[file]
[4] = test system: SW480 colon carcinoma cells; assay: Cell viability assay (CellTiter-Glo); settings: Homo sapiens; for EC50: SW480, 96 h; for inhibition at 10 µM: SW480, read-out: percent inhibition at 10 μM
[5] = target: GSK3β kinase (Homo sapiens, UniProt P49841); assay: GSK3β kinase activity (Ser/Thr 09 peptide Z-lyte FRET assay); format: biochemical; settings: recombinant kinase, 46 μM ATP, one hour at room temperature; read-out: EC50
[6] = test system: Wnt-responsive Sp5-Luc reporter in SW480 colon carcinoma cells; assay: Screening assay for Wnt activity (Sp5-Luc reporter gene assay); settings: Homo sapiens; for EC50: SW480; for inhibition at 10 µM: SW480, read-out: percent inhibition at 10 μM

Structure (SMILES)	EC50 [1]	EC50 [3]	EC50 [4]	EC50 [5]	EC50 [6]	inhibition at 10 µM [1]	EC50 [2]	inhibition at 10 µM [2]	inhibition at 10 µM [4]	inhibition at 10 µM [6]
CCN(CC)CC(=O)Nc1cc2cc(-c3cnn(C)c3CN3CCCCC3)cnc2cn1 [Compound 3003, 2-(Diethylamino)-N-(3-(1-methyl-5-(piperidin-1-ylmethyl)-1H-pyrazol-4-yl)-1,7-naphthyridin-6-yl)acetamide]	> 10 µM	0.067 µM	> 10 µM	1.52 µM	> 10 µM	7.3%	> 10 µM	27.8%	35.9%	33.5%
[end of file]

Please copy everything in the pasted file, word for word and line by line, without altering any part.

[4] = test system: SW480 colon carcinoma cells; assay: Cell viability assay (CellTiter-Glo); settings: Homo sapiens; for EC50: SW480, 96 h; for inhibition at 10 µM: SW480, read-out: percent inhibition at 10 μM
[5] = target: GSK3β kinase (Homo sapiens, UniProt P49841); assay: GSK3β kinase activity (Ser/Thr 09 peptide Z-lyte FRET assay); format: biochemical; settings: recombinant kinase, 46 μM ATP, one hour at room temperature; read-out: EC50
[6] = test system: Wnt-responsive Sp5-Luc reporter in SW480 colon carcinoma cells; assay: Screening assay for Wnt activity (Sp5-Luc reporter gene assay); settings: Homo sapiens; for EC50: SW480; for inhibition at 10 µM: SW480, read-out: percent inhibition at 10 μM

Structure (SMILES)	EC50 [1]	EC50 [3]	EC50 [4]	EC50 [5]	EC50 [6]	inhibition at 10 µM [1]	EC50 [2]	inhibition at 10 µM [2]	inhibition at 10 µM [4]	inhibition at 10 µM [6]
CCN(CC)CC(=O)Nc1cc2cc(-c3cnn(C)c3CN3CCCCC3)cnc2cn1 [Compound 3003, 2-(Diethylamino)-N-(3-(1-methyl-5-(piperidin-1-ylmethyl)-1H-pyrazol-4-yl)-1,7-naphthyridin-6-yl)acetamide]	> 10 µM	0.067 µM	> 10 µM	1.52 µM	> 10 µM	7.3%	> 10 µM	27.8%	35.9%	33.5%